Hours pass and we are well on the way to Albany and had just passed the town of Williams when I see my engine temp suddenly spike. I pull over and turn off the engine, pop the bonnet and have a look. Immediately I can see that the fan belt has broken and there’s steam from the radiator. I go to turn the car back on again and.. nothing… The engine had locked up.
Remember this is the age of dinosaurs so there are no mobile phones and we are now stranded literally in the middle of nowhere with about 50kms in any direction before you’d hit another sign of civilisation. So I knock up a “HELP!” sign on some paper I had in the car and wait for the next car to come along. This may take some time… but we were lucky and it only took 20 minutes or so.
These people tell us that they’ll call the RAC (roadside assistance service here) in Williams and head off. About an hour later the local RAC guy turns up. He’s just the local Williams mechanic and he’s none too happy because we’d disturbed him watching the pro football game on TV that afternoon. Things between myself and my fiancé are also now a bit chilly.
He puts some water in the car and says to follow him slowly back to town. Once there he puts the pressure gauge on the radiator, gives it a few pumps and water just gushes out of the engine head. (It’s not meant to do that…) I’d not just cracked the head, but ravined it.
The mechanic says he can fix it but it’ll take him 2-3 weeks. How was I going to leave my car there for that long in a Mickey Mouse little town (pop’s about 200) AND somehow get back home for work etc? By now it’s about 4.30pm
So we call my fiancé’s brother and ask him to hire a car trailer and drive down with it to collect us. There was a stunned moment of silence from the brother as he absorbed this bit of information…. but he said ok. It was going to be a 2 hour drive or so for him. Frost now starts to appear in the air between my fiancé and myself. It’s a 32c day btw.
Hours pass and the brother arrives. I go to put the car onto the trailer and as I do so the back wheels slip on the loose gravel and the front edge of the rear door catches on the trailer and folds back like tinfoil. Icebergs are now seen between my fiancé and myself.
The trip back to Perth took about 3 hours as the trailer weight meant we couldn’t go very fast. The Earth inside the brother’s car entered a new ice age.
We got home, drop off the car, I promise to pay the brother the $400 plus gas money tomorrow and we head to bed. Mammoths and Yeti’s follow us upstairs.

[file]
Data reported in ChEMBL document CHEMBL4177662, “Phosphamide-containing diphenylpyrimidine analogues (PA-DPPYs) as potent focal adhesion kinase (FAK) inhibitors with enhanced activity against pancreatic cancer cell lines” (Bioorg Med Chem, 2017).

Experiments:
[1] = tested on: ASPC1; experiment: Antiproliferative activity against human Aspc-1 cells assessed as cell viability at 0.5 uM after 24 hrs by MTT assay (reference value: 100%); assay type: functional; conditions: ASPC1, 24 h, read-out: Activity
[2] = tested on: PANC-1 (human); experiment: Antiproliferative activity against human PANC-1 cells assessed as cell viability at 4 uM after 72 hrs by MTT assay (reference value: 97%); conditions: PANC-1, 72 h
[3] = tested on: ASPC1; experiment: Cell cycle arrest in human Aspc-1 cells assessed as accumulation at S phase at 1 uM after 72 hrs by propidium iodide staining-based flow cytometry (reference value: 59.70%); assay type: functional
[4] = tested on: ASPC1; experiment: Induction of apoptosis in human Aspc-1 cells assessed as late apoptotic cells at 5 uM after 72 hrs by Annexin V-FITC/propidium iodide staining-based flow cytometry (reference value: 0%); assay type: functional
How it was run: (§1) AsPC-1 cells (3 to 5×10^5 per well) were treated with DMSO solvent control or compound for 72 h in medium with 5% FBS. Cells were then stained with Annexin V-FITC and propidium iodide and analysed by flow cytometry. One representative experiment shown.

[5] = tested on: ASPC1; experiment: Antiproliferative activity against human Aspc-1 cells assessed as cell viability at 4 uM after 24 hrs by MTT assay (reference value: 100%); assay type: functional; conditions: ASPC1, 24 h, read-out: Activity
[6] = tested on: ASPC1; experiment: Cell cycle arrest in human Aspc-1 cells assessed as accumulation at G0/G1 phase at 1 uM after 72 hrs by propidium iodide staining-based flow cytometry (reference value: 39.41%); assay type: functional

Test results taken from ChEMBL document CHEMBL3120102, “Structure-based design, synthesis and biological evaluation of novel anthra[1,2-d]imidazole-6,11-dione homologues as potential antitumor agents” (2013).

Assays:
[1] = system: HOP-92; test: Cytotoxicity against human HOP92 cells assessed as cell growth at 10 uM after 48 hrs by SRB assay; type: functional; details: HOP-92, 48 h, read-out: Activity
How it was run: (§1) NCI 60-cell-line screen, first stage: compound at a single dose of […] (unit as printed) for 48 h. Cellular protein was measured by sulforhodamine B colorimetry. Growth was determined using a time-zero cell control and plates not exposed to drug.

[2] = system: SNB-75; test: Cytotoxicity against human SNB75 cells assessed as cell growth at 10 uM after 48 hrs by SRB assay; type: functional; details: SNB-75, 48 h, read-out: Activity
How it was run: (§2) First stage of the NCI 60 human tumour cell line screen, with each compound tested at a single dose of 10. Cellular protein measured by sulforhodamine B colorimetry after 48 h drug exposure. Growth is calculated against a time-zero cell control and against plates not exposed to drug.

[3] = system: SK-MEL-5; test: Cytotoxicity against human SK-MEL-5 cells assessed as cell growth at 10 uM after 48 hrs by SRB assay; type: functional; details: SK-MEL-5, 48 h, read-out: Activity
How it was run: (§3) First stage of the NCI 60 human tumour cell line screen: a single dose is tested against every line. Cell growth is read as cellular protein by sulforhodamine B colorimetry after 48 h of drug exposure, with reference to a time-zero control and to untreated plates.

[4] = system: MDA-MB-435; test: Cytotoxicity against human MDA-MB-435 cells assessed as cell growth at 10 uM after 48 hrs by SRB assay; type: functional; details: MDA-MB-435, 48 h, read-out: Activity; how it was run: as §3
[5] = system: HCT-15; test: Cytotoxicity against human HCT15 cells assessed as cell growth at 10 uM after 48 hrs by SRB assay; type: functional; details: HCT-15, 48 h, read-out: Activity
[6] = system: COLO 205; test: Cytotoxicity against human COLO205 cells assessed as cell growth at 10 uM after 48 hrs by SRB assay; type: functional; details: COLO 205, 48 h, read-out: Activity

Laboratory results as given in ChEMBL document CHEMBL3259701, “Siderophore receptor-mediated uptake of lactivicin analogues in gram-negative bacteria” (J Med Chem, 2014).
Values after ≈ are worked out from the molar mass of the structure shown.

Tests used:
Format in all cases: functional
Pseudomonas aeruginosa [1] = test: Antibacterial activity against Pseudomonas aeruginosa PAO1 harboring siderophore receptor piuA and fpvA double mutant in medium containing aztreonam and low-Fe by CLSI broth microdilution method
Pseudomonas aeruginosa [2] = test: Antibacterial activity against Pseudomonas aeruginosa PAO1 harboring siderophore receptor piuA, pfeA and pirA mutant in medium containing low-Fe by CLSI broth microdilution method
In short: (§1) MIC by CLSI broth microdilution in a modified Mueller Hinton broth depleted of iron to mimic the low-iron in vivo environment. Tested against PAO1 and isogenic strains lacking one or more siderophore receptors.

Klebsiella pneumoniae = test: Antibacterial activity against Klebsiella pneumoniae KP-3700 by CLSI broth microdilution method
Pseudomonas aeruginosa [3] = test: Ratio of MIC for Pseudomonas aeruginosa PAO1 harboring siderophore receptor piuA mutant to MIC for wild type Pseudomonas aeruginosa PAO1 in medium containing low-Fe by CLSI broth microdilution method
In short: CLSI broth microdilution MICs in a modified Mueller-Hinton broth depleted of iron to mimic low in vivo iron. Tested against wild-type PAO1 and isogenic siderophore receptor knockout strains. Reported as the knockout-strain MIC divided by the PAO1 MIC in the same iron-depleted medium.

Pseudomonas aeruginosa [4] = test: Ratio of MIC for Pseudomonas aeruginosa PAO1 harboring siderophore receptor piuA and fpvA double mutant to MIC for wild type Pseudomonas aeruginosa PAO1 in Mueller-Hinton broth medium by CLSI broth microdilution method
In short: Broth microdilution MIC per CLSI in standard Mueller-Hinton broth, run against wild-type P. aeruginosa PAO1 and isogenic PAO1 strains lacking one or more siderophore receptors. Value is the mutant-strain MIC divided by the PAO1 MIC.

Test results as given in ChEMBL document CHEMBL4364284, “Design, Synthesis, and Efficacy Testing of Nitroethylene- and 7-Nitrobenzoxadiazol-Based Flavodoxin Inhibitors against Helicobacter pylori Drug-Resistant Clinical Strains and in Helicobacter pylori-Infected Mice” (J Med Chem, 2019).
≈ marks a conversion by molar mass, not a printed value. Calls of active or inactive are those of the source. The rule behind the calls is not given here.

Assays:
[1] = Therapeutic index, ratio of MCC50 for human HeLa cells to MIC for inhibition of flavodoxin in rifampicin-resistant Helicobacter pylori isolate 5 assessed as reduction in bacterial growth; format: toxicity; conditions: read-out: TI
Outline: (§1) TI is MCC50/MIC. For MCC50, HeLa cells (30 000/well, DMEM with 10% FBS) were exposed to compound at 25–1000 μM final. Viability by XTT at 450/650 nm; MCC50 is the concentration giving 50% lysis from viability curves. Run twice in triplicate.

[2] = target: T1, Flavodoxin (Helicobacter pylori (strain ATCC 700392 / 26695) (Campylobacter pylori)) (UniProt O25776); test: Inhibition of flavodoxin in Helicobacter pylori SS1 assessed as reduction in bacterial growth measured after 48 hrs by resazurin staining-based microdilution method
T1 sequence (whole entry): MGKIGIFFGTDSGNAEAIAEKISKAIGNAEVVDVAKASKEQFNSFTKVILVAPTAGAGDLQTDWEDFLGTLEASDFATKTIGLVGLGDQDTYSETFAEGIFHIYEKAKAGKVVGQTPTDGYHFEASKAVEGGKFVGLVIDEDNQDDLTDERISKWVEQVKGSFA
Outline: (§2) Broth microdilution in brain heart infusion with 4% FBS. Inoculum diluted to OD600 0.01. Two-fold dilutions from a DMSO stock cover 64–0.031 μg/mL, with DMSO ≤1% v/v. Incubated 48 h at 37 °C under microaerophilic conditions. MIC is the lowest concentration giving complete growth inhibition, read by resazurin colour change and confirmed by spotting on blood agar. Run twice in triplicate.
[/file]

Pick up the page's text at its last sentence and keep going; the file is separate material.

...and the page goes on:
Two weeks later, the fiancé and I have officially broken up. I’m out $2900 when I only had $1200 in the bank so I’ve had to borrow that from the “Bank of Mum and Dad” and the car is getting fixed of all it’s problems.
I’ve never been to Albany….

goddessoftransitoryrisesagain, if this was “sweetest road trip stories,” you’d win!:

When I was six and my sister five, our family went on the mother of all road trips.
My dad had finished his internship and he and my mom bought a Winnebago camper and we traveled all over the country in it for six months. Family lingo refers to it as “The Six Month Trip.”
Since we were both so young, we thought it was fantastic fun! (A few years later things most probably would have ended in a bloody murder spree, but luck was on our side.) I don’t remember tons about it, given how long ago it was, but I do recall:
Stopping at a playground somewhere that had the World’s Tallest Slide. And it wasn’t just us being little kids—adults there also commented on it. In my mind it looms upward, an aluminum ladder to heaven. It must have been hellaciously dangerous but we both went down it several times!
This was in 1979, and a big news story was Skylab’s orbit decaying and it falling back to earth. As a six year old I heard all about this but somehow didn’t pick up on the fact that it was going to land in Australia, and spent a solid month fearfully gazing at the sky whenever I had to be outside, certain a firey scientific oopsy was headed for my tender skull.
My parents got the “bedroom” of the Winnebago, and my sister and I slept in these little bunk beds that were built into one side. We loved them. They had curtains to draw for privacy and we’d snuggle in there with our stuffed animals and books. We’d also routinely switch bunks and enjoy the novelty of being in the upper or lower one. They each had a window looking outside, too.
I still can remember being campgrounds at night, lying in my little cocoon, listening what must have been other campers talking, radios, playing guitar, and so on. But it was muffled, naturally, so I didn’t realize these mundane explanations. I was convinced it was angels, singing and talking, enjoying a quiet night, keeping watch over me.

Revenge-accomplishers, comment below.